Erick Calderon: Well, let’s see here, I’ve always been a nerd at heart when I started the tile company, you know, it was kind of a, it was a result of my dad having been in a ceramic tile business before. So, I didn’t actually just dive into tile. Like if I you know, in fact, when I was growing up, I was like, I want to design cars. Tile was not actually the most exciting thing to dive into, I then became incredibly passionate about Tile. And I realized, there’s a lot more to it than what you see at Home Depot. And, you know, in the tendency of being very passionate about what I do, and just like, you know, also being empathetic to what people want. I became a thought leader in the tile world. And that’s something that was very special to me. But it’s interesting, because I’ve always wanted to have a voice and have a platform outside of my just my local community. And it’s really beautiful to see how, you know, same amount of passion effort can get you to a level where you can actually speak to a significantly larger audience. And there’s a lot of similarities into, you know, when I started my tile business, the concept of a porcelain tile was like, why would I pay more for porcelain tiles and for natural stone, because natural, everybody wanted marble and granite and I was on this really interesting mission to explain a new technology and ceramic tile and why it was better than the previous technology against all preconceived notions of what the technology had to do. And yeah, it’s not tech, but it was very innovative. And I find myself like 19, 20 years later, kind of in the same boat, again, you know, trying to educate people on innovation and how It will eventually, I think, replace the status quo. You know, to this day, people still purchase ceramic tile. But it’s a lot more common, especially kind of in the higher end world to purchase a porcelain tile, because it’s a more durable product period.
So, what would you say the similarities are between operating a tile importer to now running art blocks? What are the similarities and differences maybe between both?
Erick Calderon: Yeah, because similarities are that I sit down at a desk.
Erick Calderon: Everything else is pretty different. First of all, we’re all remote at art blocks. There’s, I think, six people now in Houston, which is where I am. But we also work out of our homes or other offices, we still don’t work all together. In fact, the other day I went to work, as we work and had just such a good time, I actually consume the $29 worth of the We Work, daily pass in kombucha and for sparkling water. I could just live there if they’d let me. But no, we all work remotely. And whereas the towel company, we all worked in the same building or buildings to buildings, if we had once, we separated into a showroom and a warehouse. Supply chain is very different in the tile world.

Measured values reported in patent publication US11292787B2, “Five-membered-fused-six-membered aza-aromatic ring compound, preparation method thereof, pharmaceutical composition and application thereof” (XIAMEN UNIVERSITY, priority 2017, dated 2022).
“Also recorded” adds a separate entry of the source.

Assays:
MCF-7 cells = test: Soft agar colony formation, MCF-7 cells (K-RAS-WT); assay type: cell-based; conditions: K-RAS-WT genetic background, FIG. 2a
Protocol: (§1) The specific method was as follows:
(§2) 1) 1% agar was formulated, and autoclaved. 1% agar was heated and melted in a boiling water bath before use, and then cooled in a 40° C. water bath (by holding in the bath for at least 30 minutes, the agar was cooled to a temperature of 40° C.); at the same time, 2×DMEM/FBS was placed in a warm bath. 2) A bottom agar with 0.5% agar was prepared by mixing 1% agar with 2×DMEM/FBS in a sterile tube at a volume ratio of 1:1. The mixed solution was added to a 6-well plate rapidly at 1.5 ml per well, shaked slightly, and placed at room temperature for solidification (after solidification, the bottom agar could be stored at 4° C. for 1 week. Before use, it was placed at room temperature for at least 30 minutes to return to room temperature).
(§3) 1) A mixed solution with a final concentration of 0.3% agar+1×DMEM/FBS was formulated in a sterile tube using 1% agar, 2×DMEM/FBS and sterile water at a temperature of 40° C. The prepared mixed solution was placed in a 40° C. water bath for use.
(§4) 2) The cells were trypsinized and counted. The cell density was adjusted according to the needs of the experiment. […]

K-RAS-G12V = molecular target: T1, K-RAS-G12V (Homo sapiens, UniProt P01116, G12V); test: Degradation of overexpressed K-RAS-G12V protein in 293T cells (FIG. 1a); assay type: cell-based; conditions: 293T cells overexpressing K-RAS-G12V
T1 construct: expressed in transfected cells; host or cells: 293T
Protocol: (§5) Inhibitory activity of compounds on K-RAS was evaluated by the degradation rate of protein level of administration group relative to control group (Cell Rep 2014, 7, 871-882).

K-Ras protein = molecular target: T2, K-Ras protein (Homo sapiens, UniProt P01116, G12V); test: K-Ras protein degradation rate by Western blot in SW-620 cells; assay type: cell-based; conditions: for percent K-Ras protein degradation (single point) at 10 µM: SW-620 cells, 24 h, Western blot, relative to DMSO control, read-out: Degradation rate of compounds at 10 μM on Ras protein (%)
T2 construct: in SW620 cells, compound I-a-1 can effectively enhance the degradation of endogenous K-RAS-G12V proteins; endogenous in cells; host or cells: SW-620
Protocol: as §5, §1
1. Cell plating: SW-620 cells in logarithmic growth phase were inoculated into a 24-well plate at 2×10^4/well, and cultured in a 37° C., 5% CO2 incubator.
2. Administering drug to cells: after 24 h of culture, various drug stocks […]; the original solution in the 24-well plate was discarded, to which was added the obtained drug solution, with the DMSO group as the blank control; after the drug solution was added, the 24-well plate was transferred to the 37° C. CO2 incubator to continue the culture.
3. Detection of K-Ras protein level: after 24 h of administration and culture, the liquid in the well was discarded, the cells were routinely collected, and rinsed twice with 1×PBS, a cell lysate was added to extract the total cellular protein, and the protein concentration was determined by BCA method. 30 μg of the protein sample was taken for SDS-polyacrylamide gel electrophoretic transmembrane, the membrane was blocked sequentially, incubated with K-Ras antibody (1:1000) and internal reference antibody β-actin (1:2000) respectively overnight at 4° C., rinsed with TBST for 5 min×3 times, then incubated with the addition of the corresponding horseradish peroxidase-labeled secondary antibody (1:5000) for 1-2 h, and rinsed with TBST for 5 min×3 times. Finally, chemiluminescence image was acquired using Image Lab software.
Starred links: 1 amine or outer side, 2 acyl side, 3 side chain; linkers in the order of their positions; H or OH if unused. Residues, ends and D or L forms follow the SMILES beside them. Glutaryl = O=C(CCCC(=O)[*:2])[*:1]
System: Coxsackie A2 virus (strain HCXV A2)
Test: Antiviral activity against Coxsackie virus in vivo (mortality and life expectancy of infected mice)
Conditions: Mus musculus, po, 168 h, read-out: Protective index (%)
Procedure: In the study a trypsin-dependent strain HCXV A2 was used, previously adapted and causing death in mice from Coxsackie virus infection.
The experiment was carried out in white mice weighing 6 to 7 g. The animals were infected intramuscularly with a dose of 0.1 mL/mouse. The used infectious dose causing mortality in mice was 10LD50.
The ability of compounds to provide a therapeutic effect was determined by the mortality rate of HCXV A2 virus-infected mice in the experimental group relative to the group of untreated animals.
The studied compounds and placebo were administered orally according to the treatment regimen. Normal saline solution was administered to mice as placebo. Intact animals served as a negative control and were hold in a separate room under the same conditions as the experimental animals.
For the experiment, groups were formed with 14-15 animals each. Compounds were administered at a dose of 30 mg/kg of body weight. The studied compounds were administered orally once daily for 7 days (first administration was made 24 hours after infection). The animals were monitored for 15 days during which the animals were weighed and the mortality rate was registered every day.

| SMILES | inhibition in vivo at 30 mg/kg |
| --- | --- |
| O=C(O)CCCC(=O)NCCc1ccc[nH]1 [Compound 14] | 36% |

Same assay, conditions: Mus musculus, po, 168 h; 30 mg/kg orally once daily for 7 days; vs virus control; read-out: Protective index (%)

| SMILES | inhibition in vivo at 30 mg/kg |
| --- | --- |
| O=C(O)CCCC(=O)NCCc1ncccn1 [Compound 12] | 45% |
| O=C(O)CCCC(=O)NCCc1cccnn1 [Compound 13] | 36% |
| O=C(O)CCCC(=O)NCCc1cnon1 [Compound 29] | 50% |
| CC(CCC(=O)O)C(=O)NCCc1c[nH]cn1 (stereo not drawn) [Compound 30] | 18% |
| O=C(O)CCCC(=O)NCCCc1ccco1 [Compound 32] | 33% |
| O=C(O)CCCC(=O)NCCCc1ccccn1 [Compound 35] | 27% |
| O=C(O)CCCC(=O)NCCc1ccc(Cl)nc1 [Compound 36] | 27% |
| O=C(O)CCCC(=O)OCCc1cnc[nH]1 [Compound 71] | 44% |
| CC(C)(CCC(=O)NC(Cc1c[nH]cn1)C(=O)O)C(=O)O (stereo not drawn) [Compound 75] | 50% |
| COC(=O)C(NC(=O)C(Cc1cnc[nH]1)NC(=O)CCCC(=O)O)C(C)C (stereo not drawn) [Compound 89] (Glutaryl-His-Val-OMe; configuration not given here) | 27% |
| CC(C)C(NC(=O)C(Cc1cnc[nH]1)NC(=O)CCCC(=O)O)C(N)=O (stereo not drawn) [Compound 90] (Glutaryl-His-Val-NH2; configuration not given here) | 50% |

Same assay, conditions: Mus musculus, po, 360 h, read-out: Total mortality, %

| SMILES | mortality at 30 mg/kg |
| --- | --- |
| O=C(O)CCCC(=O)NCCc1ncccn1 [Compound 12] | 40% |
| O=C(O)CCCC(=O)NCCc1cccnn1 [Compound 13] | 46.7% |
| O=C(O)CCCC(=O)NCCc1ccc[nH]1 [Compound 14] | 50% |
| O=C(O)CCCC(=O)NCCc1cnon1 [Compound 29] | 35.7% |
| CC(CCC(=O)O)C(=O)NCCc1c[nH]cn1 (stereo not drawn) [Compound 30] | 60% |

Erick Calderon: But it’s interesting because their supply chain is now humans, right? You know, you really need to kind of like turn this into bits and pieces here. It’s like, you know, our supply chain comes from the brilliance of an artist. And even though that brilliance was important in the tile world, because they had designed really good tiles, ultimately, it was the physical good, that kept us in business. And here, it’s not the physical good, although NFTs are kind of this physical ethereal, good. It’s the passion that artists have for art and for generative art, and then also the collectors. That keeps us going. And it’s been a very different, very different experience. You know, there was a, there was a moment last year that you know, art blocks as an organization generated more profit in, I think, 30 minutes than the tile company had generated in 10 years. And while that was not something that we ever planned on or counted on, or thought it was going to be normal, like there was this moment in my mind where I was like, oh, man, like yes, of course, I’m very passionate about tile and what I’ve built here, but like there’s something feeling, irresponsible feeling about not pursuing this and not because of the money, but just the sheer, like orders of magnitude of intensity and difference between the two plus, I’ve always been a nerd for technology, for code and for blockchain stuff. And it just really has come to me getting to pursue my passions. And it’s been really fun.
But I’m still not convinced, like, how did you make the transition like are two completely different things. The only main thing that sort of pops out to me that’s incredibly similar is the logo of art blocks is the squiggle. And when you go to the website, the first sort of design that you see is the chromium, right. And I felt like that was like that was very, very, very fun, obviously, very intentional, right? It wasn’t not intentional.